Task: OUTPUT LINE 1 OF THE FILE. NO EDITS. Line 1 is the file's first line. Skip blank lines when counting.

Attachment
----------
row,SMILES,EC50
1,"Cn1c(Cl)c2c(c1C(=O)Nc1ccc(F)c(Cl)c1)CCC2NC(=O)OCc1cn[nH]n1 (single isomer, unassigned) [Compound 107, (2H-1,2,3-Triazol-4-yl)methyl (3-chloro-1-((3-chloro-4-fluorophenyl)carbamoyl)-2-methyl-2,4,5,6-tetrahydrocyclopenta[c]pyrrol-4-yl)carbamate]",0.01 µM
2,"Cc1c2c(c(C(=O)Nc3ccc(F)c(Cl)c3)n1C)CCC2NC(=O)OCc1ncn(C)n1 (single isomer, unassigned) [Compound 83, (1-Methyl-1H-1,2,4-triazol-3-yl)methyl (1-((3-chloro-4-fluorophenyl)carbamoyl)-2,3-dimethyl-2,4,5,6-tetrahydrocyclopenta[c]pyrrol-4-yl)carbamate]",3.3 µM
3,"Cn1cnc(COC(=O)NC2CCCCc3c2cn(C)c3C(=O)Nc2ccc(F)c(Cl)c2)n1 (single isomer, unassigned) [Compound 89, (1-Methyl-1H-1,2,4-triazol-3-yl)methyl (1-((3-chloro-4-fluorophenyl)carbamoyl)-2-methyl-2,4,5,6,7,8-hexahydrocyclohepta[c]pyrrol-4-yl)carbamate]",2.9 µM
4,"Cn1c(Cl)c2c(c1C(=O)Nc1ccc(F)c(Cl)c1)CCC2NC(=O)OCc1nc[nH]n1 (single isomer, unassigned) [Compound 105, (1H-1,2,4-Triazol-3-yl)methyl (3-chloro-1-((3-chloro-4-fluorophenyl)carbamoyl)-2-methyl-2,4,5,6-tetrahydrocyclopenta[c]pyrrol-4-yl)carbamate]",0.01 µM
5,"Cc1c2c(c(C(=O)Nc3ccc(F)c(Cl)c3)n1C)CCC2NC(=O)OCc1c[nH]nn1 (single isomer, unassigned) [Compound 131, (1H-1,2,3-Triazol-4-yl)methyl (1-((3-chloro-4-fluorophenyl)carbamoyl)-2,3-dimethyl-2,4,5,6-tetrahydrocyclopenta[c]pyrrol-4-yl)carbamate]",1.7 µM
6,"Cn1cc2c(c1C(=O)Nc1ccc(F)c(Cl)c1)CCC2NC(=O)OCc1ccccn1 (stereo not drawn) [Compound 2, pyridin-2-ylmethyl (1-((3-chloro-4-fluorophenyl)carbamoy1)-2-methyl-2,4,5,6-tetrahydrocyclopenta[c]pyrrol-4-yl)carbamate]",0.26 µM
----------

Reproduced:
row,SMILES,EC50